(Adds details on buyer of spot crude shipments)
By David Alire Garcia
MEXICO CITY Jan 13 Mexico's Pemex has
begun selling heavy Maya crude for the first time since 2008 to
U.S. West Coast refiners, the head of the state oil company's
international trading arm said on Thursday.
Pemex, short for Petróleos Mexicanos, will also market more
light Isthmus crude this year to the U.S. West Coast, with most,
if not all of it, destined for California, Isaac Volin, chief
executive of PMI Comercio Internacional, said in an interview.
The company plans to ship an average of 30,000 barrels per
day (bpd) of Maya crude and 50,000 bpd of Isthmus crude over the
course of 2017, he said.
The company sold spot shipments late last year to a Royal
Dutch Shell refinery in California. But Volin said he
wants to eventually enter into longer-term contracts with West
Coast clients later in the year. He declined to name specific
Separately, Pemex's top oil trader said it was too soon to
speculate about any impact on energy trade flows between the
United States and Mexico if the next U.S. administration imposed
a new border tax.
U.S. President-elect Donald Trump is considering taxing
imports to protect American jobs and wages. While his specific
plans are unclear, his comments have worried refiners that
depend on crude imports between the two neighbors.
Pemex has for years sought to diversify its crude export
markets away from U.S. Gulf Coast refiners, shipping more oil to
Asian markets in recent years.
Volin said Pemex will export the crude from a recently
remodeled terminal adjacent to its Salina Cruz refinery on the
Pacific coast, lessening dependence on its export hubs clustered
in the Gulf of Mexico, especially when they are hit by bad
While crude export revenue once contributed as much as 40
percent of government revenue, that figure has dropped by less
than half as oil prices have slumped over the
past couple years.
"One thing we noted during 2016 is that it has become more
attractive to export our crude to the West Coast of the United
States than send it to other markets, like Europe," said Volin,
a former head of BlackRock Mexico.
Pemex's European markets are saturated with crudes from the
Middle East and the price it is paid in the West Coast, after
discounting freight costs, is higher, he added.
The new West Coast shipments began in late November with
23,000 barrels of crude, Volin said, noting that the buyer of a
subsequent December spot shipment paid $1.45 more per barrel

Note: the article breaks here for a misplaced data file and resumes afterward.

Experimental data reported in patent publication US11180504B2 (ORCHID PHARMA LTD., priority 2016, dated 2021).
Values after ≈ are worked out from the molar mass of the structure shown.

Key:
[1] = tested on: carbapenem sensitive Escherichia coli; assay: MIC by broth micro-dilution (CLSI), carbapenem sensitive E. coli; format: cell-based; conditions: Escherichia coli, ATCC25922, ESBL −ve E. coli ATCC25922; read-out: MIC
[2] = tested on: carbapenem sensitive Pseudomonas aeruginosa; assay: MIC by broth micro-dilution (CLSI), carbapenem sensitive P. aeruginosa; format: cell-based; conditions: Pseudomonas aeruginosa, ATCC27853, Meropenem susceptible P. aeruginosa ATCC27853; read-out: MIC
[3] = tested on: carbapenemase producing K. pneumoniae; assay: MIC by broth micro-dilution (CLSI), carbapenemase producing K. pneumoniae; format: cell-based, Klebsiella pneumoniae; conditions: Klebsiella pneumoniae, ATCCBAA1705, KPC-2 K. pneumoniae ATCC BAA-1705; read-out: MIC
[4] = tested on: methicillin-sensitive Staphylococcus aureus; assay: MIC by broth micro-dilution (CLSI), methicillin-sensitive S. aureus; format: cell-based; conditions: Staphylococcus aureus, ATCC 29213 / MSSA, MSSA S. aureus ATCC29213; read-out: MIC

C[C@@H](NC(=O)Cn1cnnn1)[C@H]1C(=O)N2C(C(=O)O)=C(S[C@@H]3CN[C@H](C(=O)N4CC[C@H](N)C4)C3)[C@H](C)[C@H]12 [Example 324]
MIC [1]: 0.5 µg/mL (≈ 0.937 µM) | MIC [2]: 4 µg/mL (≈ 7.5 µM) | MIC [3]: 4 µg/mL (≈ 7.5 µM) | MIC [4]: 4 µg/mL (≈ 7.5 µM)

than European buyers would have.
Pemex sold both spot shipments to Royal Dutch Shell's
Martinez refinery near San Francisco, California, according to
data from Thomson Reuters Eikon.
Due to Pemex sending more crude to its domestic refineries
for processing, total crude exports in 2017 are likely to
average between 1 million and 1.1 million bpd, Volin said, down
from just over 1.2 million bpd last year.
Mexico's imports of refined products from U.S. suppliers hit
a record in 2016 as Mexico's six domestic refineries processed
much less crude, which has prompted some analysts to forecast
more growth in gasoline and diesel purchases in 2017.
Volin, however, said Pemex expected to import less fuel this
year than in 2016.
Gasoline imports are expected to dip to around 400,000 bpd,
down some 17 percent, while diesel imports will fall to about
130,000 bpd, down nearly 30 percent from 2016, according to
The executive said the drop in fuel imports will begin after
Mexico is undergoing a gradual gasoline price
liberalization, part of a landmark 2014 energy overhaul, which
caused fuel prices to spike by double-digits on Jan. 1.
The price spike, known locally as a "gasolinazo," has led to
angry protests across the country over the past couple weeks,
including highway blockades and looting of gas stations.
This year Pemex could also begin its first-ever imports of
U.S. light crude, which was authorized by the U.S. government
for up to 75,000 bpd in 2015, he added.
It was not clear how much light U.S. crude might be
imported, and Pemex's Industrial Transformation unit, which runs
its refineries, has yet to submit a formal request, Volin said.
(Reporting by David Alire Garcia; Editing by Lisa Shumaker and